New Research Reveals Pet Population Trends



New research reveals pet population trends
8th August 2017

By Karen Pickwick

Although the overall UK dog population continues to decline, the number of small dogs is increasing along with cats and small ‘furries’, according to latest research by Euromonitor.

The total dog population stagnated last year, the market research provider says, decreasing by 2% since 2012 with a projected higher decline until 2022. Large dogs (those over 50lbs/23kg) declined by 7% in the UK while small breeds (up to 20lbs/9kg) grew by 2%.

Both cat and small mammal populations grew by 1% in 2016. Cats, gerbils, hamsters, rabbits and guinea pigs are gaining in popularity in the UK due to their smaller size and socioeconomic factors such as the fact that, while rural households have not witnessed remarkable growth since 2011, urban households have grown by 5% to represent an 83% share overall.
A Euromonitor pet care analyst said: “There is no single reason behind this trend but a combination of different factors which year-on-year are making it increasingly difficult to own a dog – especially a large one – in the UK. In addition to the fact that owning a large dog in a small flat is more difficult that it is in a big house due to the needs of the animal in terms of space and daily activity, Britain’s young adults are experiencing and are expected to continue experiencing difficulties regarding the housing market over the next decade.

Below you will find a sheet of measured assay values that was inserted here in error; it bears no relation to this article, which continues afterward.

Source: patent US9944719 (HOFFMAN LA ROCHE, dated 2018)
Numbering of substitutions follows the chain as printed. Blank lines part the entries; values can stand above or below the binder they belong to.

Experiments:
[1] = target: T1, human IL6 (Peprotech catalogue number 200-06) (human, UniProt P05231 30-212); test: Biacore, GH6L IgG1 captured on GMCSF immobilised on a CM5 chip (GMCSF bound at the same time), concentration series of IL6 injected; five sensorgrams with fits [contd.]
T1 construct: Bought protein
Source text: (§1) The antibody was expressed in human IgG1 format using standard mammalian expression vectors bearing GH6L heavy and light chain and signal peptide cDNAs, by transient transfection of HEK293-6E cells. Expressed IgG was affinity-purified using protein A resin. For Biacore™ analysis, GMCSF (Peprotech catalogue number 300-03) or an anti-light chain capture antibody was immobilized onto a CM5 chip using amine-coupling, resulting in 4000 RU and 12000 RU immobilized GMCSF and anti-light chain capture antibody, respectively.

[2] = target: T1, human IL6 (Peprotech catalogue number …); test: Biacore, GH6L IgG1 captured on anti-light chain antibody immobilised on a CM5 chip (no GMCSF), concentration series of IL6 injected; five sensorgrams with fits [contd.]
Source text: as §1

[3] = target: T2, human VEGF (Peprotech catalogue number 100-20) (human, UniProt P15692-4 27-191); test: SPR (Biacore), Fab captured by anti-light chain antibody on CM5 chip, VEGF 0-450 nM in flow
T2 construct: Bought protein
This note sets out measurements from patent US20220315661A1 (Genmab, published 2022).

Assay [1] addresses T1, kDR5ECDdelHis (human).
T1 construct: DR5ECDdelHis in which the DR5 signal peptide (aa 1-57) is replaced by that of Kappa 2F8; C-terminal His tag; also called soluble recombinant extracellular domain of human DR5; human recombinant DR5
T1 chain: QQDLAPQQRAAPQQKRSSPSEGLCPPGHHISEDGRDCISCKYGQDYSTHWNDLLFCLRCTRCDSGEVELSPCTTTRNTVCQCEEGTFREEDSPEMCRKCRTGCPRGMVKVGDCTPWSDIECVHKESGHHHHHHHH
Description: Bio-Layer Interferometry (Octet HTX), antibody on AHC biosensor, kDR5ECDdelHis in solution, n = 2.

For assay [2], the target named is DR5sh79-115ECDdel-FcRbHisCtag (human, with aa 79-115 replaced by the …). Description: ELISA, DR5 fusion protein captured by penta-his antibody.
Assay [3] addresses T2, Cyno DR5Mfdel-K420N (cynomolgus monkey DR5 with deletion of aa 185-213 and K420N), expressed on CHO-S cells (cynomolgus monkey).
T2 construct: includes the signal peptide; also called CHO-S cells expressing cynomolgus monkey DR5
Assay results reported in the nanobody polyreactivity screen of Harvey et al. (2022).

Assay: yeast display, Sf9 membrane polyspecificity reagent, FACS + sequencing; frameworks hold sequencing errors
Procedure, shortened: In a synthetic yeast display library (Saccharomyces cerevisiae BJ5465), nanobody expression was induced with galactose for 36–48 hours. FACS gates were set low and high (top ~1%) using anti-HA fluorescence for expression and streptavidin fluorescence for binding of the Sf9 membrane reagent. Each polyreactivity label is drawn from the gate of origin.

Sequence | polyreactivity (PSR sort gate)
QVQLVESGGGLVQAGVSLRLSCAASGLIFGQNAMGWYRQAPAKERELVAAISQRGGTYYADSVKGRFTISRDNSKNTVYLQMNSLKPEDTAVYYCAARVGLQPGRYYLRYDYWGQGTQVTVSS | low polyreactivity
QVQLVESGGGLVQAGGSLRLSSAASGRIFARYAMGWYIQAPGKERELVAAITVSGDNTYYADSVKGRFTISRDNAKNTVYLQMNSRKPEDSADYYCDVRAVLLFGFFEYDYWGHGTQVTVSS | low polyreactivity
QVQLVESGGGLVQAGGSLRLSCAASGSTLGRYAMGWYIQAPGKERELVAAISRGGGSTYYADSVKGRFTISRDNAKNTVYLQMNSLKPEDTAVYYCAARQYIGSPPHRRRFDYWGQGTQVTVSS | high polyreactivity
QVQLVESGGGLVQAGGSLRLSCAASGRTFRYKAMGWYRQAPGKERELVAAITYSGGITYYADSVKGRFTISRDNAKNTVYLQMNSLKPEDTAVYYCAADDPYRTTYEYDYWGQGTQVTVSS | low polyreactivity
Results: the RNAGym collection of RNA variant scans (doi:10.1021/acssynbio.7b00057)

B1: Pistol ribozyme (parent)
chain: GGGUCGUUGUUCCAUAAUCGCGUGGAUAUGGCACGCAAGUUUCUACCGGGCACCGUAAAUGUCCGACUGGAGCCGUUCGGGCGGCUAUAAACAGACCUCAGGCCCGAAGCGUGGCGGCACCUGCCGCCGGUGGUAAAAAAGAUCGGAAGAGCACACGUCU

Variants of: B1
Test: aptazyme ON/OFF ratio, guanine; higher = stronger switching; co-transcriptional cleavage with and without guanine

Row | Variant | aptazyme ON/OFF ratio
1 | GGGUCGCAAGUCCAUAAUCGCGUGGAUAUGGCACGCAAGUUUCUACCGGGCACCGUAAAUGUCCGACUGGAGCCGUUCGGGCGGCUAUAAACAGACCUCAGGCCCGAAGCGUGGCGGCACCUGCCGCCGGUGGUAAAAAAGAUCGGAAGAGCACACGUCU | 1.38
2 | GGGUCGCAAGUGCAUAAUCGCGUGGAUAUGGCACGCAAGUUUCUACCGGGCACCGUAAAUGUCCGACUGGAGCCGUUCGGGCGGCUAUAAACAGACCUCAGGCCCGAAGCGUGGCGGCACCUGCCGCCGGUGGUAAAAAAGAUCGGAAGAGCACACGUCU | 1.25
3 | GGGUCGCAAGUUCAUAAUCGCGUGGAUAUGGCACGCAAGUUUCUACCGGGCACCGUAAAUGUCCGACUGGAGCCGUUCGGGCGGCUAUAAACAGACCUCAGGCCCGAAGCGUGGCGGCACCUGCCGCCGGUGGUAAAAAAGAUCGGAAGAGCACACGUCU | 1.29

“According to different studies, in the next 10 years, approximately only 25% of the population between the ages of 20 and 40 years will own or be in the process of buying a house, which has a direct link with dog ownership, making it much less likely than previous periods when British consumers found it easier to become house owners. This is likely to favour the trend that was witnessed over the review period, with cats and small mammals experiencing growth and dogs experiencing a decline in ownership.”

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